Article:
Losing a Spouse Can Cause Personality Changes

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Losing a spouse is traumatic no matter what your age, but for the elderly, the loss is exacerbated. In fact, losing a spouse is perhaps the most emotionally traumatic experience that our elders face.

Imagine what it feels like to lose a spouse who you have been married to for decades. Imagine losing the person you grew up with, raised children with, laughed and cried with, and ultimately, grew old with. Imagine how that feels. It doesn't matter if you had a rocky or a blissful marriage. You traveled your adult life with this person. Now try to imagine what happens when your spouse dies. Just sit with that for a minute.

It's common for the elderly to experience huge changes in personality after the death of a spouse, and often these changes are not the most flattering or gracious in their appearance. Typically there is grumpiness, unhappiness (nothing you do brings a smile), sorrow and even depression, but the one that is the most difficult to understand is the complete lack of gratitude towards you or anyone who is providing care. In fact, there's often downright nastiness and it's a hard pill to swallow. These changes seem to come out of nowhere and no amount of kindness on your part seems to matter. It's frustrating. It's hurtful and for some, it's enough to say, "I've had it. I won't do this anymore." And you know what? It's completely understandable. But before you walk away and throw your hands up in the air, take a little time and try a different tactic.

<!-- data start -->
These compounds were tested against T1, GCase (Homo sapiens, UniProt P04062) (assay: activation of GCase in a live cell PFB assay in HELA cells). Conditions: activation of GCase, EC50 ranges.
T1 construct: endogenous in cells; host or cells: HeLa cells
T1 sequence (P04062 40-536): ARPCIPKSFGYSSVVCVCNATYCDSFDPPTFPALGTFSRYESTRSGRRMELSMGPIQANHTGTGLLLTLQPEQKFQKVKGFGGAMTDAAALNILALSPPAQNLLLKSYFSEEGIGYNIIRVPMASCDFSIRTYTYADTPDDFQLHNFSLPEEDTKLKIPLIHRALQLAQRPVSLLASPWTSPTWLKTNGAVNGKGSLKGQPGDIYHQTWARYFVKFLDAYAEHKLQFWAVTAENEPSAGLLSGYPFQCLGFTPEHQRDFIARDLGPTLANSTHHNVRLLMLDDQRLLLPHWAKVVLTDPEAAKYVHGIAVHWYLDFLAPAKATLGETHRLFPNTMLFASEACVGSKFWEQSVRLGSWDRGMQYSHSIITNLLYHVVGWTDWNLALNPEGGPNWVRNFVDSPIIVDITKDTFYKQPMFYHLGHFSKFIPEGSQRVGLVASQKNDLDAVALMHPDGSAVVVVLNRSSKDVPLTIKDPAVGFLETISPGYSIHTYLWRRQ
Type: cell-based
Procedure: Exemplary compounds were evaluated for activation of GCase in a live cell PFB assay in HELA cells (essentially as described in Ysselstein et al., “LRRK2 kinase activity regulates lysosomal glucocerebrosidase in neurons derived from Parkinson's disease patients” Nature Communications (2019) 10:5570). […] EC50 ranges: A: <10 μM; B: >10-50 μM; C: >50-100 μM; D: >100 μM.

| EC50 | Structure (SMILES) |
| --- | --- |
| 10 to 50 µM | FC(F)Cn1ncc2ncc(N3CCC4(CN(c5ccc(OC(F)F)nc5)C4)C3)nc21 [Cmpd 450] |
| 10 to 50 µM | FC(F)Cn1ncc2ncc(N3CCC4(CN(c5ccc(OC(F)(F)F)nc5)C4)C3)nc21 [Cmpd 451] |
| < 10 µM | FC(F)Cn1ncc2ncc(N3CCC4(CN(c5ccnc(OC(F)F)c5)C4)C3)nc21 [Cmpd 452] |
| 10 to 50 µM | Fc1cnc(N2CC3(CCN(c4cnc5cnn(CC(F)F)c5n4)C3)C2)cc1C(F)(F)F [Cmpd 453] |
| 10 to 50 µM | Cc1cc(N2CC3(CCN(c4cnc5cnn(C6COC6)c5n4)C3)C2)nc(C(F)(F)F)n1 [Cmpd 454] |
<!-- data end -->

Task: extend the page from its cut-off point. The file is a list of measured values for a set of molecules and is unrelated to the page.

It will help you to take a step back and put your emotions on hold for a time. It's important that you understand that the lack of gratitude or the grouchy behavior has nothing to do with you. Really…nothing to do with you. So just relax and accept that. You don't have to like this new behavior and you certainly don't have to accept it, but understanding that it's not personal is the first step towards helping to heal it.

Put on a Teflon suit when you are with your mom and let all her comments slide right off you. If she becomes abusive or says hurtful things, don't engage; don't retaliate; don't cry; don't yell – look at her and say, "I love you, Mom" and then leave the room! The easiest thing to do is to engage. Don't do it. This is about setting a personal boundary and making a decision that you will not get into a shouting match with your mother who just lost her spouse.

Next, take some time and think about how she is feeling. Walking a mile in someone else's shoes often gives us a new perspective. Chances are really good that she's scared – terrified really, and she doesn't know how to express her fear. She acts ungrateful because right now, she not grateful about much of anything. She lost her life partner and she's scared and sad and angry and she's taking it out on you. Knowing this can help you help her to heal. It's a long, slow process but it can be done. Here's what you do:

  1. Sit with your mom quietly and reassure her that you love her and that you will not abandon her. Tell her that you cannot possibly understand how she's feeling, but you would like to try. Give her comfort by letting her know that you lost your dad, too, and you miss him and together you can remember him and share stories. Let her know it's okay to do this.
  2. Ask her if she would like to talk to you or someone (a professional) about her feelings.
  3. Explain that even though you can't replace your dad, you can give her moments of happiness and love, and that you will continue to do that. Reassure her that she won't be completely alone.